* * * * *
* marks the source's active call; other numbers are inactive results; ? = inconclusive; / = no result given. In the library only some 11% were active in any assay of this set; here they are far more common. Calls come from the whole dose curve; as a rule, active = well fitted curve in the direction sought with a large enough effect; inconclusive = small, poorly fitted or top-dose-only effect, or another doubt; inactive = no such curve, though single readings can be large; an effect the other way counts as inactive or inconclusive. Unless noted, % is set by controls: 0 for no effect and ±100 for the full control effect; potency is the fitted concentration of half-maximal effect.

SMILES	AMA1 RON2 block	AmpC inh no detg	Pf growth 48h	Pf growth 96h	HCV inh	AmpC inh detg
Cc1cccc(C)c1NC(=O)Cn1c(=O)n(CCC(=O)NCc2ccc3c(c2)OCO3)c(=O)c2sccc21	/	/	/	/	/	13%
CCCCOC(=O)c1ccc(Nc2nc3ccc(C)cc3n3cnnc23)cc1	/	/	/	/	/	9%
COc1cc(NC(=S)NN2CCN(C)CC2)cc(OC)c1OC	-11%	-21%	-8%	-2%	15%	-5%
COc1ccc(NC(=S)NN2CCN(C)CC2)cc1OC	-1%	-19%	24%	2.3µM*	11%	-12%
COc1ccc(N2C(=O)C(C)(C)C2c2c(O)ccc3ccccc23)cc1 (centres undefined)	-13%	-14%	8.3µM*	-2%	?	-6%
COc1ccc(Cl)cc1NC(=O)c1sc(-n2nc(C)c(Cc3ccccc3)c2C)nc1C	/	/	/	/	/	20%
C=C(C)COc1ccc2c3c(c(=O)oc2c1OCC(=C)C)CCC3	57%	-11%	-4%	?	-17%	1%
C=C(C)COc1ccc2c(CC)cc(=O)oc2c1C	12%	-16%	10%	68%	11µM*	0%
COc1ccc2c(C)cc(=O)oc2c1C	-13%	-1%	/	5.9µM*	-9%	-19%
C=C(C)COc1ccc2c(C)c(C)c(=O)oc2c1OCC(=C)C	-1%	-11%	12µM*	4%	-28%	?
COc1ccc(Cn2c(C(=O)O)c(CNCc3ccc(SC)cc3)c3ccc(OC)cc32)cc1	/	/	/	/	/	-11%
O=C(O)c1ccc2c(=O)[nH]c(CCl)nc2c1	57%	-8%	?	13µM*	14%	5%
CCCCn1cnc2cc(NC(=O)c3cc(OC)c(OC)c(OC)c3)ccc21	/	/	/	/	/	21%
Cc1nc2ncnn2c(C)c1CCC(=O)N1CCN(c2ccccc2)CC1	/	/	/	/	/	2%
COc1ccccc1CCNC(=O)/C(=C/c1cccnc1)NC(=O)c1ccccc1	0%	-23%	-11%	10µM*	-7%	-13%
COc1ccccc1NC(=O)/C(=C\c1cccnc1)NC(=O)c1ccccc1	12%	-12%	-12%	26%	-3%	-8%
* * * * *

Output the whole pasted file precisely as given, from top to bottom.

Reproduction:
* marks the source's active call; other numbers are inactive results; ? = inconclusive; / = no result given. In the library only some 11% were active in any assay of this set; here they are far more common. Calls come from the whole dose curve; as a rule, active = well fitted curve in the direction sought with a large enough effect; inconclusive = small, poorly fitted or top-dose-only effect, or another doubt; inactive = no such curve, though single readings can be large; an effect the other way counts as inactive or inconclusive. Unless noted, % is set by controls: 0 for no effect and ±100 for the full control effect; potency is the fitted concentration of half-maximal effect.

SMILES	AMA1 RON2 block	AmpC inh no detg	Pf growth 48h	Pf growth 96h	HCV inh	AmpC inh detg
Cc1cccc(C)c1NC(=O)Cn1c(=O)n(CCC(=O)NCc2ccc3c(c2)OCO3)c(=O)c2sccc21	/	/	/	/	/	13%
CCCCOC(=O)c1ccc(Nc2nc3ccc(C)cc3n3cnnc23)cc1	/	/	/	/	/	9%
COc1cc(NC(=S)NN2CCN(C)CC2)cc(OC)c1OC	-11%	-21%	-8%	-2%	15%	-5%
COc1ccc(NC(=S)NN2CCN(C)CC2)cc1OC	-1%	-19%	24%	2.3µM*	11%	-12%
COc1ccc(N2C(=O)C(C)(C)C2c2c(O)ccc3ccccc23)cc1 (centres undefined)	-13%	-14%	8.3µM*	-2%	?	-6%
COc1ccc(Cl)cc1NC(=O)c1sc(-n2nc(C)c(Cc3ccccc3)c2C)nc1C	/	/	/	/	/	20%
C=C(C)COc1ccc2c3c(c(=O)oc2c1OCC(=C)C)CCC3	57%	-11%	-4%	?	-17%	1%
C=C(C)COc1ccc2c(CC)cc(=O)oc2c1C	12%	-16%	10%	68%	11µM*	0%
COc1ccc2c(C)cc(=O)oc2c1C	-13%	-1%	/	5.9µM*	-9%	-19%
C=C(C)COc1ccc2c(C)c(C)c(=O)oc2c1OCC(=C)C	-1%	-11%	12µM*	4%	-28%	?
COc1ccc(Cn2c(C(=O)O)c(CNCc3ccc(SC)cc3)c3ccc(OC)cc32)cc1	/	/	/	/	/	-11%
O=C(O)c1ccc2c(=O)[nH]c(CCl)nc2c1	57%	-8%	?	13µM*	14%	5%
CCCCn1cnc2cc(NC(=O)c3cc(OC)c(OC)c(OC)c3)ccc21	/	/	/	/	/	21%
Cc1nc2ncnn2c(C)c1CCC(=O)N1CCN(c2ccccc2)CC1	/	/	/	/	/	2%
COc1ccccc1CCNC(=O)/C(=C/c1cccnc1)NC(=O)c1ccccc1	0%	-23%	-11%	10µM*	-7%	-13%
COc1ccccc1NC(=O)/C(=C\c1cccnc1)NC(=O)c1ccccc1	12%	-12%	-12%	26%	-3%	-8%